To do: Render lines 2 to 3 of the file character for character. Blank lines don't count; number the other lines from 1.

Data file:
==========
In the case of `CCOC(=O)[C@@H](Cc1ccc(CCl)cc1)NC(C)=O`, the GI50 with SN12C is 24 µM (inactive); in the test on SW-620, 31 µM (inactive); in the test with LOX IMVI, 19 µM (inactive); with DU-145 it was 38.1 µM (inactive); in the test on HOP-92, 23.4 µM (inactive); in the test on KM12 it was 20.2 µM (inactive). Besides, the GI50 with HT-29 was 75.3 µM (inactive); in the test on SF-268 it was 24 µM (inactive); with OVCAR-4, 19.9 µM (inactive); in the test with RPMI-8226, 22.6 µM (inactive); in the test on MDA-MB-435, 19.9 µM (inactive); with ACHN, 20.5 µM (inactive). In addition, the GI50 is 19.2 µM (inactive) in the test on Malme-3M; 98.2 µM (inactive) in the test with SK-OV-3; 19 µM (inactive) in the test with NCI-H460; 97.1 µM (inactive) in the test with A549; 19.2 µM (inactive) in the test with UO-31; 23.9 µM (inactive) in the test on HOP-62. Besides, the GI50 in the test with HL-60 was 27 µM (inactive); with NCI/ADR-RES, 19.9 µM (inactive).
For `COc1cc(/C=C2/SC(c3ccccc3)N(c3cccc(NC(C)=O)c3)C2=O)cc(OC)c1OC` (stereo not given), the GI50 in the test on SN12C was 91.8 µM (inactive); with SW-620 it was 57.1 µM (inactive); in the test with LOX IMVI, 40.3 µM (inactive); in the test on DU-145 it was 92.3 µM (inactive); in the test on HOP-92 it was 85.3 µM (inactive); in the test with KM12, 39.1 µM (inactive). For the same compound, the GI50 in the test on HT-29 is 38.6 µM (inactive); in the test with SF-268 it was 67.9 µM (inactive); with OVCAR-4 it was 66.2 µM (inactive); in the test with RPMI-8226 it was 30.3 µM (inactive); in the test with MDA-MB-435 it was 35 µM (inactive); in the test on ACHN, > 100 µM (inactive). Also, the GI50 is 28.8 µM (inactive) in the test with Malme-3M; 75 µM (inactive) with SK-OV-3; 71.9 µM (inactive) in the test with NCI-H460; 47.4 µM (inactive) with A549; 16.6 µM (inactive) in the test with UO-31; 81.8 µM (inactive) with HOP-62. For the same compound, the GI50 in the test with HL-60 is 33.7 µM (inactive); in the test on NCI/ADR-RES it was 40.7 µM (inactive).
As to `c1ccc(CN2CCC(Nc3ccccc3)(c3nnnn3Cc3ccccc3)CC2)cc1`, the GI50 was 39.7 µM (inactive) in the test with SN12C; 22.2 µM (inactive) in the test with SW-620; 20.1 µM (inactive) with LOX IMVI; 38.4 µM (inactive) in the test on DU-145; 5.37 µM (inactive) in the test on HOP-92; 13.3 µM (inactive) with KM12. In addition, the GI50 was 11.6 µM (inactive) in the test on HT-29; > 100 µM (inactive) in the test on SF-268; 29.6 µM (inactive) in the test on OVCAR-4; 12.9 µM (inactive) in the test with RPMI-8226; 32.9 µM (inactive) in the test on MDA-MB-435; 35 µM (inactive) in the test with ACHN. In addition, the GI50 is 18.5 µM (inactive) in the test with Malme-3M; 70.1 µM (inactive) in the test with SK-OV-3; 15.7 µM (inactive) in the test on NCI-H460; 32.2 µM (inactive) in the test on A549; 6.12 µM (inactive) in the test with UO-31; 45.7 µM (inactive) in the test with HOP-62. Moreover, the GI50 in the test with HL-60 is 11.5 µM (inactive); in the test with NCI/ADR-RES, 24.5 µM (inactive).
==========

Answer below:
For `COc1cc(/C=C2/SC(c3ccccc3)N(c3cccc(NC(C)=O)c3)C2=O)cc(OC)c1OC` (stereo not given), the GI50 in the test on SN12C was 91.8 µM (inactive); with SW-620 it was 57.1 µM (inactive); in the test with LOX IMVI, 40.3 µM (inactive); in the test on DU-145 it was 92.3 µM (inactive); in the test on HOP-92 it was 85.3 µM (inactive); in the test with KM12, 39.1 µM (inactive). For the same compound, the GI50 in the test on HT-29 is 38.6 µM (inactive); in the test with SF-268 it was 67.9 µM (inactive); with OVCAR-4 it was 66.2 µM (inactive); in the test with RPMI-8226 it was 30.3 µM (inactive); in the test with MDA-MB-435 it was 35 µM (inactive); in the test on ACHN, > 100 µM (inactive). Also, the GI50 is 28.8 µM (inactive) in the test with Malme-3M; 75 µM (inactive) with SK-OV-3; 71.9 µM (inactive) in the test with NCI-H460; 47.4 µM (inactive) with A549; 16.6 µM (inactive) in the test with UO-31; 81.8 µM (inactive) with HOP-62. For the same compound, the GI50 in the test with HL-60 is 33.7 µM (inactive); in the test on NCI/ADR-RES it was 40.7 µM (inactive).
As to `c1ccc(CN2CCC(Nc3ccccc3)(c3nnnn3Cc3ccccc3)CC2)cc1`, the GI50 was 39.7 µM (inactive) in the test with SN12C; 22.2 µM (inactive) in the test with SW-620; 20.1 µM (inactive) with LOX IMVI; 38.4 µM (inactive) in the test on DU-145; 5.37 µM (inactive) in the test on HOP-92; 13.3 µM (inactive) with KM12. In addition, the GI50 was 11.6 µM (inactive) in the test on HT-29; > 100 µM (inactive) in the test on SF-268; 29.6 µM (inactive) in the test on OVCAR-4; 12.9 µM (inactive) in the test with RPMI-8226; 32.9 µM (inactive) in the test on MDA-MB-435; 35 µM (inactive) in the test with ACHN. In addition, the GI50 is 18.5 µM (inactive) in the test with Malme-3M; 70.1 µM (inactive) in the test with SK-OV-3; 15.7 µM (inactive) in the test on NCI-H460; 32.2 µM (inactive) in the test on A549; 6.12 µM (inactive) in the test with UO-31; 45.7 µM (inactive) in the test with HOP-62. Moreover, the GI50 in the test with HL-60 is 11.5 µM (inactive); in the test with NCI/ADR-RES, 24.5 µM (inactive).